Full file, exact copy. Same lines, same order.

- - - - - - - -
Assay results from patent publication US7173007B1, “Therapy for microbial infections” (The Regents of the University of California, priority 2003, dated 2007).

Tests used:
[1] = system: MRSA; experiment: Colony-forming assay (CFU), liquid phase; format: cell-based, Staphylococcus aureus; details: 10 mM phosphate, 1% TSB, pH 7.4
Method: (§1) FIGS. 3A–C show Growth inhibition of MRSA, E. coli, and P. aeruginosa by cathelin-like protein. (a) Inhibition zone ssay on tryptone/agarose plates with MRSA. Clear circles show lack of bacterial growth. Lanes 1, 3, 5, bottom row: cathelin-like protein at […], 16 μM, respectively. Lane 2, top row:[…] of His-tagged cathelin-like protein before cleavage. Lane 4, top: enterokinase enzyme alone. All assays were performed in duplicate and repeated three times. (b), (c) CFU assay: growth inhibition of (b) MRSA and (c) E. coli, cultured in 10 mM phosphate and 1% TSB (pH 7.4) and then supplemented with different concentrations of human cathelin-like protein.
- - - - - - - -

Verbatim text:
Assay results from patent publication US7173007B1, “Therapy for microbial infections” (The Regents of the University of California, priority 2003, dated 2007).

Tests used:
[1] = system: MRSA; experiment: Colony-forming assay (CFU), liquid phase; format: cell-based, Staphylococcus aureus; details: 10 mM phosphate, 1% TSB, pH 7.4
Method: (§1) FIGS. 3A–C show Growth inhibition of MRSA, E. coli, and P. aeruginosa by cathelin-like protein. (a) Inhibition zone ssay on tryptone/agarose plates with MRSA. Clear circles show lack of bacterial growth. Lanes 1, 3, 5, bottom row: cathelin-like protein at […], 16 μM, respectively. Lane 2, top row:[…] of His-tagged cathelin-like protein before cleavage. Lane 4, top: enterokinase enzyme alone. All assays were performed in duplicate and repeated three times. (b), (c) CFU assay: growth inhibition of (b) MRSA and (c) E. coli, cultured in 10 mM phosphate and 1% TSB (pH 7.4) and then supplemented with different concentrations of human cathelin-like protein.